"The baby was born addicted to methadone [horizontal ellipsis]"


Article Content

GOD LED ME TO A PROFESSION that often breaks my heart. As a nurse in a newborn intensive care unit, I care for tiny babies with sick and broken bodies, born too soon or too ill to survive without medical intervention. Some of that intervention causes great suffering to the babies and their families. Some will survive; some will not. Some will have major disabilities; others will be miracles of survival. Some mothers are fanatical about healthy living and prenatal care; others are crack addicts and prostitutes. There is great heartache and great joy in the NICU.


On one particular day, I cared for a tiny baby born to a thirty-seven-year-old heroin addict. She gave up heroin when she found out she was pregnant and entered a methadone program. The baby was born addicted to methadone, one of the hardest drugs for a baby to withdraw from. He needed high doses of morphine to ease his withdrawal symptoms and would remain on morphine for many months. He probably would have some level of physical, mental or psychological disability.


When the baby's mom came to visit, I immediately sensed her reservation in entering the room. I reached out my hand, warmly greeted her and introduced myself as the nurse caring for her son. I could feel her tension ease as she entered the room and came to her son's bedside. There was great pain in her eyes as she looked at her tiny baby. It was time for his morphine so I explained what it was and why he was receiving it. I discussed in detail how his withdrawal was monitored and treated. She asked questions, and I answered them. I explained the different issues he faced as a premature baby, the potential positive and negative outcomes and how each would be treated.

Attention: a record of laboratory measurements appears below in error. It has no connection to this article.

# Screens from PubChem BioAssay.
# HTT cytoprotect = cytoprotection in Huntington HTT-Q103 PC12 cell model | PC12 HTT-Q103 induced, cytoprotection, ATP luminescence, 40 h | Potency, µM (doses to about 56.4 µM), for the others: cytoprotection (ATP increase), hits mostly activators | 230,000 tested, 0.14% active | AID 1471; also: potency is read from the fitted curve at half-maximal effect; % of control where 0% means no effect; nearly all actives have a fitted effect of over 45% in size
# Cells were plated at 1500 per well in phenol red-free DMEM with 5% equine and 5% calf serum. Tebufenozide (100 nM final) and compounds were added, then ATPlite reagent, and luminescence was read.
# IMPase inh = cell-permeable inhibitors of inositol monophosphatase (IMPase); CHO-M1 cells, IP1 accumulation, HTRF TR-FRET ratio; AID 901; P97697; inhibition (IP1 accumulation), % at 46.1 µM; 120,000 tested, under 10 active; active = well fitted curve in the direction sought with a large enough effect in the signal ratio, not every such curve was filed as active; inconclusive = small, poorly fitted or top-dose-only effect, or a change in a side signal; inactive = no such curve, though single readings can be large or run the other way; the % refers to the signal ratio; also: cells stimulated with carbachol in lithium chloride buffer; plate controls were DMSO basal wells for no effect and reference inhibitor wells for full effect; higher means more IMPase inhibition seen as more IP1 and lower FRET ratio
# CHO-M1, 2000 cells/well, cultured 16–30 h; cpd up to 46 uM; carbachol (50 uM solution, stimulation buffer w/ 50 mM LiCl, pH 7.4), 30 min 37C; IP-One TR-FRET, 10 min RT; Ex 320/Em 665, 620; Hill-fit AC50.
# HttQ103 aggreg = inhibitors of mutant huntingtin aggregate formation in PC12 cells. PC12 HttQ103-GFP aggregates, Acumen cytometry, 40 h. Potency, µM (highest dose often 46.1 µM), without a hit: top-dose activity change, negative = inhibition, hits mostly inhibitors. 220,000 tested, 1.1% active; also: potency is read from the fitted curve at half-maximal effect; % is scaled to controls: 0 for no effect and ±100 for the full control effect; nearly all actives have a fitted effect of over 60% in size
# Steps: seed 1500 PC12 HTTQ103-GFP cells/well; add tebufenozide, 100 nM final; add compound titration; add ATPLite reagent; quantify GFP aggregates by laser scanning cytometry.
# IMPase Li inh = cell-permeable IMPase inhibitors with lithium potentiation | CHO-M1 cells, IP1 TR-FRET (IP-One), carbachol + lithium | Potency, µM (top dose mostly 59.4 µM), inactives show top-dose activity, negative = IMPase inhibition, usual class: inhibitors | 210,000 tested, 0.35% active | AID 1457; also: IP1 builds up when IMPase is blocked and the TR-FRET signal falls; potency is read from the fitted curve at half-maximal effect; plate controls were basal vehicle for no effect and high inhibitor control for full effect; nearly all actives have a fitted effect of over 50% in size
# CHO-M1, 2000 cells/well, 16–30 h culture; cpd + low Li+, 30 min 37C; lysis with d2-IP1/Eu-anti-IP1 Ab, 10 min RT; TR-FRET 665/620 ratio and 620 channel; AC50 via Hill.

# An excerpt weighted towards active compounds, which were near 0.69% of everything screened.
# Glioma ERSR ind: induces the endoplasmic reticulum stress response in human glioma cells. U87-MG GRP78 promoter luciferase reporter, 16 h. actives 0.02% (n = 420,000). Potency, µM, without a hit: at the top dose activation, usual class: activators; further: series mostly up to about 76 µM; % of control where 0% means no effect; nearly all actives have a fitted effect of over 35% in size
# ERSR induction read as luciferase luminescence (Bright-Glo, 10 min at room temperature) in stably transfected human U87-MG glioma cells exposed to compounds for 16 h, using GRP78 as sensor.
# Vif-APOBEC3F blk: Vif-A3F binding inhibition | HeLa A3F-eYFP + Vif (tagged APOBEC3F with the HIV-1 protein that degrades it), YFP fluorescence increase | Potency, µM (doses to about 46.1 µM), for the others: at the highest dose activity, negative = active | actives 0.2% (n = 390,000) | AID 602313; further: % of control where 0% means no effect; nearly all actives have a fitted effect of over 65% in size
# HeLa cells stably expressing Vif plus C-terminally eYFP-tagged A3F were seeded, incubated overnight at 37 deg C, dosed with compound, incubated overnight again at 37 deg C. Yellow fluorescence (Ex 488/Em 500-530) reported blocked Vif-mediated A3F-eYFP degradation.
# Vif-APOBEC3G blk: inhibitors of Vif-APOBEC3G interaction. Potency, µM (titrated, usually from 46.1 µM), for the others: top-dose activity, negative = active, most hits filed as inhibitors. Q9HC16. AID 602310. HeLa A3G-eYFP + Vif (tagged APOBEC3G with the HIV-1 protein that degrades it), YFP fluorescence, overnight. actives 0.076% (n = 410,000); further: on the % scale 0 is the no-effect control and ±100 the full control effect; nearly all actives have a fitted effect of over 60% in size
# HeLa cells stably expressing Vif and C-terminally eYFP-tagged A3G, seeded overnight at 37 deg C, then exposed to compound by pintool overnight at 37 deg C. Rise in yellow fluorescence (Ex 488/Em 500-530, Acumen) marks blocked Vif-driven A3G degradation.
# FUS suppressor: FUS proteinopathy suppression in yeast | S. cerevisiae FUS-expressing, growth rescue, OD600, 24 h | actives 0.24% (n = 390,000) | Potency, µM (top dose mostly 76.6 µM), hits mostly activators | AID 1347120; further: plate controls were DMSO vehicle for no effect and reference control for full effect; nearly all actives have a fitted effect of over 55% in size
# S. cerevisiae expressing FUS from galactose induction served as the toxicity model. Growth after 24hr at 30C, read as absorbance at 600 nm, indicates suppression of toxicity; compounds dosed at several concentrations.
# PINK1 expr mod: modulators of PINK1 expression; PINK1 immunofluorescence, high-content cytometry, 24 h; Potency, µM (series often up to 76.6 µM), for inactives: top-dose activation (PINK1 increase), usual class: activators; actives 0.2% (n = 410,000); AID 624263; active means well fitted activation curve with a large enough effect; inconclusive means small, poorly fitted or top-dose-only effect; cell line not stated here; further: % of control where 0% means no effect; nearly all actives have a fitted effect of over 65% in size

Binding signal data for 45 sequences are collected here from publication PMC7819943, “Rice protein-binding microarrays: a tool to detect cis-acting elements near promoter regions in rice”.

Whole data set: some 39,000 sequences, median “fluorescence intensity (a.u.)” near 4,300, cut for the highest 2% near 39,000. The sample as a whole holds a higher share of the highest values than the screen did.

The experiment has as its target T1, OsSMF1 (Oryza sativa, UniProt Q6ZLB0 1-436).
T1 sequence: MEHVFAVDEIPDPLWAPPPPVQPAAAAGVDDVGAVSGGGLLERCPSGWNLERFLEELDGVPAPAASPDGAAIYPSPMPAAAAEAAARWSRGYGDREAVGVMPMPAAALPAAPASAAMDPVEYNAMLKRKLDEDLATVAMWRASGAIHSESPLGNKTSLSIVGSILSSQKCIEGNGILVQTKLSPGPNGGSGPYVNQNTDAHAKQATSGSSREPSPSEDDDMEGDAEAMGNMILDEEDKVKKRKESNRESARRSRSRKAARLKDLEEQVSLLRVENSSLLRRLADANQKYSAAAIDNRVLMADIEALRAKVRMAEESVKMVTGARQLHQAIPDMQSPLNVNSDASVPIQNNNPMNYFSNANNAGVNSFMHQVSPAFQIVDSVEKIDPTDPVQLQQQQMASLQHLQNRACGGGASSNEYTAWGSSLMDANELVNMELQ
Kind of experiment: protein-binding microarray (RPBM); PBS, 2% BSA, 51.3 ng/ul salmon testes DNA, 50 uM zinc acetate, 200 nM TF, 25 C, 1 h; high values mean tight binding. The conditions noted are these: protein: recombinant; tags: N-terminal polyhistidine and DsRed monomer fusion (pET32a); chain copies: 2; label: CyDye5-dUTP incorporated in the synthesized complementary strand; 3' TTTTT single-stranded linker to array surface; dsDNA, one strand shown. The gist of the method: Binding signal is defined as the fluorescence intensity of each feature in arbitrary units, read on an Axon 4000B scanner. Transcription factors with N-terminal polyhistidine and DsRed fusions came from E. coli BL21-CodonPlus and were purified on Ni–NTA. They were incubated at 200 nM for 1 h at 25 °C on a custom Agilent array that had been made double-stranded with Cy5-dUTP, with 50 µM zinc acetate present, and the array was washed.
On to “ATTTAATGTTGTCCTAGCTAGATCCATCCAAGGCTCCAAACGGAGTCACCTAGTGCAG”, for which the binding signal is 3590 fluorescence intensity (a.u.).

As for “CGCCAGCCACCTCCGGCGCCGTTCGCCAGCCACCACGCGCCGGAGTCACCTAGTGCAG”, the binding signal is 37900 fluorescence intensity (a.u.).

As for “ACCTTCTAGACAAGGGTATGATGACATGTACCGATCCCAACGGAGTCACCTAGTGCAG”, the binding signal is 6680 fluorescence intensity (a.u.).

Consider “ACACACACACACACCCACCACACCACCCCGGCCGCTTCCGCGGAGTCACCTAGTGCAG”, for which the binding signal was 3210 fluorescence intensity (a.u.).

After I had covered the major areas of her baby's treatments, I asked her if she had other questions or anything I could help with. Her eyes welled up with tears. I reached over and touched her hand. She looked at me and said I was the first person taking care of her son she felt didn't treat her like a criminal. She talked about how she'd spent her adult life and much of her childhood doing things that led her to her addiction. I sensed that there was much pain in her past. She explained this was her first baby, and when she knew she was pregnant, she decided to get her life together and give up using IV heroin. She voluntarily enrolled in the methadone clinic. She knew that her son would be born addicted and would have to suffer withdrawal, and she was agonizing over it. Her candor about her life and addiction was open and honest. Her trust in me was indicated in her eyes. Before she left for the day, she thanked me for not prejudging her and her situation. No one had spent any time with her or explained anything about her addicted baby. She was terrified because she didn't know the basics of caring for a premature baby, much less an addicted one. She wanted to be the best mother she possibly could be and wanted help from those who could assist her to do that in a healthy way. She gave me a hug before she left and whispered "thank you" in my ear.


As I recall my up and down struggles, I remember people that God placed in my path, who, with a simple touch of the hand eased my pain. Remembering that compassion, when I see a person in pain I know that I must reach out. Touching the lives of others is a privilege, no matter what their circumstances. As nurses, we have many opportunities to show kindness and compassion. Kindness costs very little, but the profit is enormous. Investing in someone's emotional future can change her world. Investing in one person at a time could just change the world.